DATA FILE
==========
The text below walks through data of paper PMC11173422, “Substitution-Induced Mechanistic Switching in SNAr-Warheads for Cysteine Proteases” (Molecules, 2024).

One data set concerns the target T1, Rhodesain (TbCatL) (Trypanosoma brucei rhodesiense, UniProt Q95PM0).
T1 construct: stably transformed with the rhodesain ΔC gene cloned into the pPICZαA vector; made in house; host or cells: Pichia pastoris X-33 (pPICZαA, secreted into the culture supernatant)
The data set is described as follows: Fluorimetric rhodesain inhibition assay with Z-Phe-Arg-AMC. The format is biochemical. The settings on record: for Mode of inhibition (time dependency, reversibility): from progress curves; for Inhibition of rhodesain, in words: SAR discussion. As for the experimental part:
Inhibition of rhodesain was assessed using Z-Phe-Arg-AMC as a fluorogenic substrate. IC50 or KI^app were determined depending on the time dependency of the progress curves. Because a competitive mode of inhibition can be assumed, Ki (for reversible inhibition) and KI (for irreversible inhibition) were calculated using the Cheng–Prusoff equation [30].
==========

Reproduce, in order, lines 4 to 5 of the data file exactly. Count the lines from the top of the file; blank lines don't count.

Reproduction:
The data set is described as follows: Fluorimetric rhodesain inhibition assay with Z-Phe-Arg-AMC. The format is biochemical. The settings on record: for Mode of inhibition (time dependency, reversibility): from progress curves; for Inhibition of rhodesain, in words: SAR discussion. As for the experimental part:
Inhibition of rhodesain was assessed using Z-Phe-Arg-AMC as a fluorogenic substrate. IC50 or KI^app were determined depending on the time dependency of the progress curves. Because a competitive mode of inhibition can be assumed, Ki (for reversible inhibition) and KI (for irreversible inhibition) were calculated using the Cheng–Prusoff equation [30].